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NCC at Work in 2018 to Ensure Economic Viability

NCC at Work in 2018 to Ensure Economic Viability

From Cotton Grower Magazine 2018 Year in Review – December 2018

Prior to and throughout 2018, the National Cotton Council focused on policy development for the 2018 farm bill.

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After NCC delegates adopted a full set of farm bill recommendations in early 2018, the NCC began conveying its priorities and concerns to Congress. Specifically, the NCC took a delegation of 13 industry leaders to visit 40 Congressional offices, including the farm bill conferees in both houses, to emphasize cotton’s priorities and concerns in the farm bill’s House and Senate versions.

Later, the NCC joined with 66 other cotton and related industry organizations on a letter to the 2018 Farm Bill Conference Committee members and to the Senate and House agriculture committees’ leaders. The letter, which emphasized the need for farm law passage before the end of 2018, was sent just prior to the convening of the Conference Committee to resolve the differences in the House and Senate versions of the new farm bill.

The letter applauded both bills for continuing the Agriculture Risk Coverage/Price Loss Coverage (ARC/PLC) policy for seed cotton with a reference price of $0.367/lb. – an important safety net for cotton producers that also supports the industry’s downstream segments.

However, the cotton organizations’ letter also outlined concerns. They urged that at a minimum, full baseline funding (no less than $0.03/lb. for the 10-year baseline) be maintained for the Economic Adjustment Assistance Program (EAAP). It was emphasized that the EAAP support improved competitiveness and efficiencies in the U.S. textile manufacturing industry, including stabilizing or increasing industry employment. The letter urged no further tightening of “actively engaged” eligibility provisions as contained in the Senate bill and for maintaining the House provision that expands the definition of family member for eligibility purposes. This would help today’s many multigenerational family farms avoid unrealistic labor contributions to remain eligible for the safety net.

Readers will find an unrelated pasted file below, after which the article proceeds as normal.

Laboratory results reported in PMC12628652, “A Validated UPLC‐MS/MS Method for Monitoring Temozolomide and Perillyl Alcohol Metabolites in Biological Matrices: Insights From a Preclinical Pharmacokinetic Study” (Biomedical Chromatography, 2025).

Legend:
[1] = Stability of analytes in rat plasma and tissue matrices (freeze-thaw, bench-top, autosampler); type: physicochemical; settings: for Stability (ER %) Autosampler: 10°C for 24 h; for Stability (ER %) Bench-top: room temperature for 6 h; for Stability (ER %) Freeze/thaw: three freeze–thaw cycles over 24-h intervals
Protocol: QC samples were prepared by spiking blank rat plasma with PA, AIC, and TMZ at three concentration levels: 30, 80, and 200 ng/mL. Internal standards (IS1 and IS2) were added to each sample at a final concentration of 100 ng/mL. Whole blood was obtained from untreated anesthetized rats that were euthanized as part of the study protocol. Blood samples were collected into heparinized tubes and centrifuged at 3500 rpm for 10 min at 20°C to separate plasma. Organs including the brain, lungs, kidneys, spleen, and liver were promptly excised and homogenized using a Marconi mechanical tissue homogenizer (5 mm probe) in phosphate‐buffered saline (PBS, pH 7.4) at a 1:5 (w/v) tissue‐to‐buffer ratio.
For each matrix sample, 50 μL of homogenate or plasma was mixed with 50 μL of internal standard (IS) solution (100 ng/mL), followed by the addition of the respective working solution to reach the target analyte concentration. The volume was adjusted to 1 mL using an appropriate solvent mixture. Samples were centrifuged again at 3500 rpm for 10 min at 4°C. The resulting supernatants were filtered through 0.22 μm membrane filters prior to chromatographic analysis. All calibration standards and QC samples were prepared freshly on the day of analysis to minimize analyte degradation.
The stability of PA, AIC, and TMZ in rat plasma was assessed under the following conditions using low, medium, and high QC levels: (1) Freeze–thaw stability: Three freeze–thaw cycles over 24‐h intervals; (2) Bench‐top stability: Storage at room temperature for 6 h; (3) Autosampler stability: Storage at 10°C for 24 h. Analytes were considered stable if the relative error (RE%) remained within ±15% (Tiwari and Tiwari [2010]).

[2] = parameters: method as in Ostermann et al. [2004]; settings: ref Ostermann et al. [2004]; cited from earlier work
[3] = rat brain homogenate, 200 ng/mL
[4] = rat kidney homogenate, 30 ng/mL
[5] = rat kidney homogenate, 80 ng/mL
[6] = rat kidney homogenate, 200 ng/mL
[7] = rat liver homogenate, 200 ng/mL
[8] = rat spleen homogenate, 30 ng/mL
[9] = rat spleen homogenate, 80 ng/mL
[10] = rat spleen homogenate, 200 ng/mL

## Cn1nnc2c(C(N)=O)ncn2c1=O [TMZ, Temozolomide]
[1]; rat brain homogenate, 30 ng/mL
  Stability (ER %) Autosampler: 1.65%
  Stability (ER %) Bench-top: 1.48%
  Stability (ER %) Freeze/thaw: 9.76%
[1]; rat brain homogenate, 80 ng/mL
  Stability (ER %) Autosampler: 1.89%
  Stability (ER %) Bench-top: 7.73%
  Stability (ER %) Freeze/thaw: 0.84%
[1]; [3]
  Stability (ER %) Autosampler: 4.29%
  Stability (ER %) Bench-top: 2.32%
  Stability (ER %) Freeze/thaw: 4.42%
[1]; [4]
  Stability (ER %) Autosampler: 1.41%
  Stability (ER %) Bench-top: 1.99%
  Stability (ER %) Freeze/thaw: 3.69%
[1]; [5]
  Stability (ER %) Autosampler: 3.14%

The letter also cited the need for maintaining the no-cost House provisions that update the upland and extra-long staple cotton loan programs, urged the current adjusted gross income means test not be reduced from $900,000 to $700,000 as included in the Senate bill, and asked for farm bill report language that would urge USDA to make regulatory changes to help enhance cotton’s timely movement through the marketing channels.

Since late summer, the NCC also has reminded producers of certain key deadlines for other federal programs that would enhance their economic viability.

That included the December 7, 2018, deadline for landowners and producers on farms with generic base acres to make the necessary decisions as part of the Seed Cotton ARC/PLC implementation for the 2018 crop year. The following actions are part of the Seed Cotton program implementation:

  • Allocate generic base acres to seed cotton base and other covered commodity base acres;
  • Establish/update PLC payment yields for seed cotton;
  • Elect either ARC-County or PLC for seed cotton base for the 2018 crop year;
  • Enroll the farm in ARC/PLC for 2018.

Producers also have been reminded that January 15, 2019, is the signup deadline for the Market Facilitation Program (MFP). Because MFP payments are based on actual harvested production from 2018, USDA is urging producers to apply for the program after the 2018 harvest of an eligible commodity is complete.

On another front affecting economic viability, the NCC assessed damages from Hurricanes Florence and Michael. The NCC also worked with cotton industry leadership in the affected areas in preparation for submitting recommendations to Congress regarding options to provide the needed disaster relief to cotton producers and other crop producers.